This came up in a blog (O.T.S. Opinions on pop culture and stuff) by Matthew Levandoski, who writes an open letter to Francis Ford Coppola about Napoleon. In part, he writes...
Dear Francis Ford Coppola,
I am compelled to write this letter because it has recently come to my attention that your American Zoetrope company owns the rights to Abel Gance's 330 minute, triptych employing epic "Napoleon"(1927), which many would claim effortlessly takes it's place along side Carl Dreyer's "The Passion of Joan of Arc", F.W. Murnau’s “Sunrise: A Tale of Two Humans”, Robert Weine’s “The Cabinet of Dr. Caligari” and Fritz Lang’s “Metropolis” as one of cinema’s undisputed silent masterpieces. Sadly, a masterpiece that I, and countless other fine film lovers, have never had the chance and, one can only assume, the pleasure of seeing. All I can ask is: why?
From my research, I have gleaned that film historian/preservationist, Kevin Brownlow’s 1981 235 minute restoration was provided a musical score by your father, Carmine Coppola. But a man named Carl Davis composed a score for Brownlow’s full length restoration in 2000 and the subsequent screening by the British Film Institute. You legally opposed this screening, and every proposed screening since, because it didn’t include your father’s score, which happens to be 95 minutes too short. I have not listened to either score, but, even if I had, would not be so bold as to say which is the better piece of music, but surely, since your father has passed on, you would agree on the impossibility of Carmine’s score being amended to fit the more complete version of the film. And yet, that logic seems to make very little impact upon you, and the film remains in a certain type of limbo.
And so, Mr. Coppola, my confusion stems from this fact: your career seems to me to be the definition of passion for good story telling, and likewise the telling of good stories. You have either written, produced or directed(all three at times) some of my very favorite films, and evidenced by those films you seem to have a wonderful sense of value for the place that the art of cinema holds in history. But your stubbornness on this issue seems to prove otherwise. Personally, I can’t imagine living in a future world where films like “The Godfather”, “The Conversation”, “Apocalypse Now” or one of your recent efforts “Youth Without Youth” were not available to the public for a silly reason like this. I would consider it a cultural disservice, in fact, and I am sure that you would be against the notion as well.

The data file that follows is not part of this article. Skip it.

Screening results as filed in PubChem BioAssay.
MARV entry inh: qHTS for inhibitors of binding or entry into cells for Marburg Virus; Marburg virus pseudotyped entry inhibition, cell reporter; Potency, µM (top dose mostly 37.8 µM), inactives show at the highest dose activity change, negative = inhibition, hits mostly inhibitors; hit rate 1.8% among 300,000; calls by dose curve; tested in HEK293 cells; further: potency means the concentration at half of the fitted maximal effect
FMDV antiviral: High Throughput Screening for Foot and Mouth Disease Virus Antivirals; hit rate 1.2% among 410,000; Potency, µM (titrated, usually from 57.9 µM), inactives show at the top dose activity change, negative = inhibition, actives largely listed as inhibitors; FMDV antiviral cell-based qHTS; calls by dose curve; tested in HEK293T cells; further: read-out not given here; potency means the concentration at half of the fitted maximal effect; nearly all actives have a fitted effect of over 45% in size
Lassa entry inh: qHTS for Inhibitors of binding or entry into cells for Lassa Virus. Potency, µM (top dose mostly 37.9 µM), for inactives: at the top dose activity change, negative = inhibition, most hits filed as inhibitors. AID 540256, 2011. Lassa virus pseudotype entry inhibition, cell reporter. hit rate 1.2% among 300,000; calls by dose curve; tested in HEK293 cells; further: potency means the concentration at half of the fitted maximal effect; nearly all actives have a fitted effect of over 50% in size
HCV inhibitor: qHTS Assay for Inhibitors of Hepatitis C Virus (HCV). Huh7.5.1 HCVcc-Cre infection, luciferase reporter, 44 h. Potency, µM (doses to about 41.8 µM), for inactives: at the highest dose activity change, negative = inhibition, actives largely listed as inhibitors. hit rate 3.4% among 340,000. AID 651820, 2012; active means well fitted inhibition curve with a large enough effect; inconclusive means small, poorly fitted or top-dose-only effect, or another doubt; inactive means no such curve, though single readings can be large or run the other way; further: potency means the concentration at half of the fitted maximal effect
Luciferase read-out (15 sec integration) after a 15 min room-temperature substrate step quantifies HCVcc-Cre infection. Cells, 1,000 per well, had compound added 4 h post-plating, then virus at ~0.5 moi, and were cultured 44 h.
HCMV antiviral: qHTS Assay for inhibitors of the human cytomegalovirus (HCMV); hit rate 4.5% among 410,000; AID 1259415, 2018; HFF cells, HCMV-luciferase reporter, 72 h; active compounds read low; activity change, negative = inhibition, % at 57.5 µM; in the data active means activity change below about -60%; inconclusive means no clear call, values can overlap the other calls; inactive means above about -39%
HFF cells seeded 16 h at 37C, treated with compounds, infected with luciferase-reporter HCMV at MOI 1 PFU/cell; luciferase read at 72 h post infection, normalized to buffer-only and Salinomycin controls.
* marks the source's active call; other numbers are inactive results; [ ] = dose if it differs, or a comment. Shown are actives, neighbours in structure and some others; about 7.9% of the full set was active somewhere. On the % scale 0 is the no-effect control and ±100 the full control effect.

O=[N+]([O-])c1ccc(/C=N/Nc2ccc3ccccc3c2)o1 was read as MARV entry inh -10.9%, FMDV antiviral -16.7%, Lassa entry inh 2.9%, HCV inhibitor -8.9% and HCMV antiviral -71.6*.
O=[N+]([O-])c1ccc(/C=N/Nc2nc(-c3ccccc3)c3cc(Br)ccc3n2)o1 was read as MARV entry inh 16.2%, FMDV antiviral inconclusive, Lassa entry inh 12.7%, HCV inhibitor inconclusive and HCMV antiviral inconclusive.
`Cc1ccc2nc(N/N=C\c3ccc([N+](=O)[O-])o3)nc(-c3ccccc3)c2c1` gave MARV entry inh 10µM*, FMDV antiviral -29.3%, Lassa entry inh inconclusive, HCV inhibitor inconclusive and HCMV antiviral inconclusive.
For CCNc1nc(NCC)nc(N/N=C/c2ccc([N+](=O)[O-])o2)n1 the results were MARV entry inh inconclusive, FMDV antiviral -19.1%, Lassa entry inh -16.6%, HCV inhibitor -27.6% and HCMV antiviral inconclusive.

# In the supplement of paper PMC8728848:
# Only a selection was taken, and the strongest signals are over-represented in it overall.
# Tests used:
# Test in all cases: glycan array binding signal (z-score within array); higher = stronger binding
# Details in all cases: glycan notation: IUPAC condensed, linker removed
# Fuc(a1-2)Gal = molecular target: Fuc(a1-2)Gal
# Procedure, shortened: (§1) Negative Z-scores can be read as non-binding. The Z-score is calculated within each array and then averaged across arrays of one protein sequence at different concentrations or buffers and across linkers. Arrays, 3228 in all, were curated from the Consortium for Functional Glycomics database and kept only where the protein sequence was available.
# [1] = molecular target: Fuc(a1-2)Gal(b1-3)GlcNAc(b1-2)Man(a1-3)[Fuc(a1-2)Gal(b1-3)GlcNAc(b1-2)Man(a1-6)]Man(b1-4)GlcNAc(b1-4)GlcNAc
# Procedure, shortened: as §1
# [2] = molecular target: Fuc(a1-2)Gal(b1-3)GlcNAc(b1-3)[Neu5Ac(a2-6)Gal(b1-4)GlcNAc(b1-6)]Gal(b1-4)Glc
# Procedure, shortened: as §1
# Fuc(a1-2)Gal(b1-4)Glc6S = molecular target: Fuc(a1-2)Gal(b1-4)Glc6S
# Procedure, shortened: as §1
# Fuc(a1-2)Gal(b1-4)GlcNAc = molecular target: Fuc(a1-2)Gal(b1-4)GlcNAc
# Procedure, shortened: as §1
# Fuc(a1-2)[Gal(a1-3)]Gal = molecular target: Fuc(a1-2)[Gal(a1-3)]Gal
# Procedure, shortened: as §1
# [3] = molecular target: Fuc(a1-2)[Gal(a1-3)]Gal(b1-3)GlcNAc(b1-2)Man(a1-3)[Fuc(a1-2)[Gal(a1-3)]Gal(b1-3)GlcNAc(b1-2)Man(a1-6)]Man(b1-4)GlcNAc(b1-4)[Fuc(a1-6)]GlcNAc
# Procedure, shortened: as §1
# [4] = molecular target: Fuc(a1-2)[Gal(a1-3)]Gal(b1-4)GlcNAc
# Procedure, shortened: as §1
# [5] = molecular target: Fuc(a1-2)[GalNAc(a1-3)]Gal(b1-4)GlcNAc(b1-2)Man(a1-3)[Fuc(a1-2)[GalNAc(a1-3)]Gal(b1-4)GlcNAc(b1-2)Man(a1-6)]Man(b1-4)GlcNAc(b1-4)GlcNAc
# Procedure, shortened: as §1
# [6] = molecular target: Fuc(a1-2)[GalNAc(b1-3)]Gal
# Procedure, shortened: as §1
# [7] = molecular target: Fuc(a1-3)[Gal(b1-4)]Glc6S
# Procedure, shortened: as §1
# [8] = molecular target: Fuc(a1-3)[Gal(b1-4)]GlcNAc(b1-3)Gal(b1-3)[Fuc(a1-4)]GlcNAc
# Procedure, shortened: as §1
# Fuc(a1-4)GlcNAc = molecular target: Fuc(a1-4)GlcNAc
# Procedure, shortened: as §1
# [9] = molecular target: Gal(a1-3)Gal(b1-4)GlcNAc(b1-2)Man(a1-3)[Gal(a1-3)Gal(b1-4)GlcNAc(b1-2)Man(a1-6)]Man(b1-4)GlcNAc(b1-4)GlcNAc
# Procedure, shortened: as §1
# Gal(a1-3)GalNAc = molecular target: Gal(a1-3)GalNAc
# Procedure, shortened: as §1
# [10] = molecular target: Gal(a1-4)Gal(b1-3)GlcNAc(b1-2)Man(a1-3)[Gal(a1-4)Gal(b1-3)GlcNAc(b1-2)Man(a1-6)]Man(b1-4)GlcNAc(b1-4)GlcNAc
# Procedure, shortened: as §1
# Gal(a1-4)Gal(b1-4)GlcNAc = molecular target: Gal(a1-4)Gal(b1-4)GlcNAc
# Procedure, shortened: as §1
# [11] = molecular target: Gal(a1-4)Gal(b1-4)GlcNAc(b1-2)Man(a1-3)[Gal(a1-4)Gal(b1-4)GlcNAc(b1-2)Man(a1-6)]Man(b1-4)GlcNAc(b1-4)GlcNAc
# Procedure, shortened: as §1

Now, I'm not too positive on how much research Mr. Levandoski has done into this matter. He doesn't provide links to any successful legal stoppages of the film, and very minor digging reveals that Davis wrote his score in 1980. But it is an impassioned plea. I did find one article about the 2004 screening in which Kevin Brownlow addressed the audience about the legal matters before curtain...
Before the screening, by way of a prologue, Brownlow explained to the audience that (Francis Ford) Coppola was attempting to suppress the five hour version in favour of his own abbreviated edition, comparing his actions to those of Dr. Joseph Goebbels. Apparently, Coppola's agreement with Brownlow required that the film be played with Carmine Coppola's score in the US and that score was tied to the U.S/Coppola version. Davis reported that this could be the last performance of his compilation score, since the Coppola family claim to owns rights to the film and only wish it to be shown with music composed by Carmine Coppola.
For all I know these issues have been resolved since the 2004 showing, and the reasons for Napoleon not being screened may be due to the enormous difficulties in presenting the picture. But it would be a shame if Napoleon hasn't had any subsequent screenings at 330 minutes due to the controversy over which score should be used.
Edited by Baal_T'shuvah, 07 May 2010 - 11:12 AM.